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Returnal, Review (PS5)

I have always hated games from the Rogue-Like genre. The lack of progression, the severe penalty for simple mistakes and if I’m honest, the feeling of games just being unfair. It does nothing for me. Well…the genius’s at Housemarque have found the perfect Rogue-Like recipe. Cooking up a beautifully atmospheric, AAA quality, frenetic shooter. In fact, at this stage of the year Returnal currently sits atop my Game of the Year list for 2021.


Housemarque have an established pedigree of quality games on Playstation. Super Star Dust, Resogun and my personal favourite, Alienation, are all brilliant examples of what this small Finnish studio is capable of. But, up until now they have pretty much produced “Indie” type titles. Returnal is a very different beast, while still feeling familiar to a fan like myself. It is a perfect example of a small studio cutting its game-dev teeth over the years, then putting all their learnings into a proper, slick, big budget game.


So it is still a “Housemarque” game

However their commonly used fixed point camera, has been replaced with a traditional, over the shoulder 3rd person shooter view. But, the similarities to run-of-the-mill 3rd person shooter tropes ends about there.  Housemarque have managed to mesh this, with the bullet-hell shooter mechanics and the frantic character movement they are known for.


Returnal is set on a creepy alien planet named Atropos. Crashed space scout pilot, Selene is trying to find a way home but is stuck in a time loop. When she dies adventuring the planets alien ruins, she just wakes up… again and again, starting all over. Think Groundhog Day and Edge of Tomorrow. Cleverly, this Rogue-Like gameplay loop is built right into the overarching narrative. Selene knows she is stuck in a loop and is constantly talking to herself about it.


She monologues on what she has learnt and what she needs to do and gives glimpses into her suffering mental state. It gave me as the player, a feeling of progression and investment in Selene as a character. The narrative is intriguing, but after the first 10hrs I felt the game was keeping its cards too close to its chest. It had the desired effect though…as I always need to have one more run to see what else I could learn.

Essentially each loop has Selene waking up next to her ship.

She ventures off through areas separated by massive alien doors or portals. The levels are built-up of various, very well designed combat or exploration arenas, joined together by said doors. These areas get ‘stitched’ together in different ways at the start of each run. So, no run is ever the same. Spread through the areas are collectables, currency, weapons, mods and the all-important Ether. Its one of the few things that endures from run to run. The random mods and weapons have to be hunted for, to get to the defensive and offensive strength level needed to beat a full-on, bullet-hell boss. The goal of a run is to reach the boss to be bested, which opens the next step in Selene’s escape. Preparation is key and it is rewarded.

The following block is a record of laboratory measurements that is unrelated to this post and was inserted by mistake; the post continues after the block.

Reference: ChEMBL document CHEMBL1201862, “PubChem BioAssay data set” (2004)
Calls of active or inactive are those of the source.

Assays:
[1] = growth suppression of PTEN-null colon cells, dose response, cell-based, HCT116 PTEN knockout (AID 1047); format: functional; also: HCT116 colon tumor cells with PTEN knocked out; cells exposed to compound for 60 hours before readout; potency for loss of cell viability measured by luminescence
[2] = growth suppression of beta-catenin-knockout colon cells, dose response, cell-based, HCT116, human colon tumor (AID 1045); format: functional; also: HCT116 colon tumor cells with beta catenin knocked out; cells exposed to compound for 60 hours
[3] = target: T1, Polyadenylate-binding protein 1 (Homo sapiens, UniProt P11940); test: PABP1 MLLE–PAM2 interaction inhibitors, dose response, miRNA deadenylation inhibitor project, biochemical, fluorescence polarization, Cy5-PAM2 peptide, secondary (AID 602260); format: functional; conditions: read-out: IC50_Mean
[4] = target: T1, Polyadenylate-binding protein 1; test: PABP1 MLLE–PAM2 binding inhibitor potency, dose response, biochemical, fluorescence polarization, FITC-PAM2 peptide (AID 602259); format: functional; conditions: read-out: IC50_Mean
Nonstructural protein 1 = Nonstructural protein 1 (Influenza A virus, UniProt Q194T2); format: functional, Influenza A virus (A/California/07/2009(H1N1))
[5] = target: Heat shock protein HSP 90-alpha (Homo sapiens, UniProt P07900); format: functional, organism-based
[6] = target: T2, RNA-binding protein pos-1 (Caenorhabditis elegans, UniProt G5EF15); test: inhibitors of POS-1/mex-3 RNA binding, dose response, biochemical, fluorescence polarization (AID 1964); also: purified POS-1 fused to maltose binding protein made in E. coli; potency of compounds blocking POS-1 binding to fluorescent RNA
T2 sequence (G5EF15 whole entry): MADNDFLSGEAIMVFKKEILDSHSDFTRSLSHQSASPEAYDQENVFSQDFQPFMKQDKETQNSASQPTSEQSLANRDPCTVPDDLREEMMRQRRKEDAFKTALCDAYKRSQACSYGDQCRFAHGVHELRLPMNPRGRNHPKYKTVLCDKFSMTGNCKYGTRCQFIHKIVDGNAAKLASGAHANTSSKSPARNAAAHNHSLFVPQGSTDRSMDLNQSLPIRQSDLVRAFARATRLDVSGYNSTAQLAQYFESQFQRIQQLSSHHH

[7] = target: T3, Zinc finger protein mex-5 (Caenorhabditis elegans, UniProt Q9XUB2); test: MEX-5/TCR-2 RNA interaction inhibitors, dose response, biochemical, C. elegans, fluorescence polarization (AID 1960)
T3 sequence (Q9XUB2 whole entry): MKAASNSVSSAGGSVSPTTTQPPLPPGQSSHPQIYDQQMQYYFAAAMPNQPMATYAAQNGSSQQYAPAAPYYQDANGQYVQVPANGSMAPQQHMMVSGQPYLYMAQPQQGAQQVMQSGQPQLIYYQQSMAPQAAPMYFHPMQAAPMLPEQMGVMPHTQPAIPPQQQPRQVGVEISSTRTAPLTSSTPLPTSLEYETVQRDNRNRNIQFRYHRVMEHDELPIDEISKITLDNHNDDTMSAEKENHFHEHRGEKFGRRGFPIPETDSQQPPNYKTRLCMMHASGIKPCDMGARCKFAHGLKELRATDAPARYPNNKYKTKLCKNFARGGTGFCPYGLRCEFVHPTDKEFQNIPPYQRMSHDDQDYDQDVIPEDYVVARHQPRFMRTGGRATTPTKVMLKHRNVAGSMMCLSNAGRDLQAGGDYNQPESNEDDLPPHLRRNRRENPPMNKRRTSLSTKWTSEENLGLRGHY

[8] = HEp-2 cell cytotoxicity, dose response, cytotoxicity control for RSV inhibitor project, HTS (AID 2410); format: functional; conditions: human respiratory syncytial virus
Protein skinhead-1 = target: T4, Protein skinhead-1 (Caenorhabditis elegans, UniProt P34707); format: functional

One of the elements that sets Returnal apart from all the other Rogue-Likes I have played, is the pacing of the runs. Exploration plays just as larger role as combat. Sure, luck does matter, as some runs just get a unhelpful level and pick-ups combination. The other major difference over other games in the genre is the drip feeding of an intriguing narrative.

In some way, Returnal is very similar to Control.

The truth of what is going on, is always just out of reach. Selene’s sanity is being questioned at every step, more so as she finds her own dead bodies from previous runs. Each run and progression was not just mechanical, it is also how the narrative is formulated. Even on a failed attempt, a new narrative beat may be discovered which soothes the furrowed brow of a frustrated gamer.


Selene is a dream to control. Her movement is blisteringly fast, aided by a dash to get around projectiles and a grappling hook to move quickly around a level. To make things even better. In the control options is custom button binding. Putting dash or jump onto a bumper, I found to be crucial. As well as being able to select “permanent” on sprinting. Its a Housemarque game, speed is key and will keep you alive when the bullets are flying! The shooting has the Housemarque DNA too, with plenty of aim assist and a focus of fluidity as opposed to precision.

It has to be said, that this is a ‘proper’ PS5 game, finally.

Designed from the ground up to use all the parts of the DualSense controllers haptics and triggers. To be 4K, 60fps with raytracing and all the other trimmings. The graphics are just stunning, with flowing alien foliage, particle effects and volumetrics that would not have been possible last gen. The environments are detailed and oppressive, all topped off with music that gave me chills and set a horror tone, without relying on cheap blood and gore to force an uneasiness. Oh, oh…and the fast travel graphical effect is amaaaazing. If I could lay a single complaint at the Returnal’s feet, it is a complete inability to save a run. The only way to keep going is to pause and put the PS5 into ‘rest-mode’. But if another title is mistakenly fired up, all progress of that Returnal run is heartbreakingly lost!


I know, I know…overall I have gushed on Returnal.

You would note too, that I have purposefully not let much slip about the games story or systems either. It’s because I don’t want to spoil the adventure you are about to embark on. The whole game is a mystery to be discovered and I dare not spoil a thing! To be clear. If you hate the rinse and repeat rogue-like genre, trust me. Put that issue to one side and get this game. It is challenging, rewarding, importantly fair and just a heap of fun.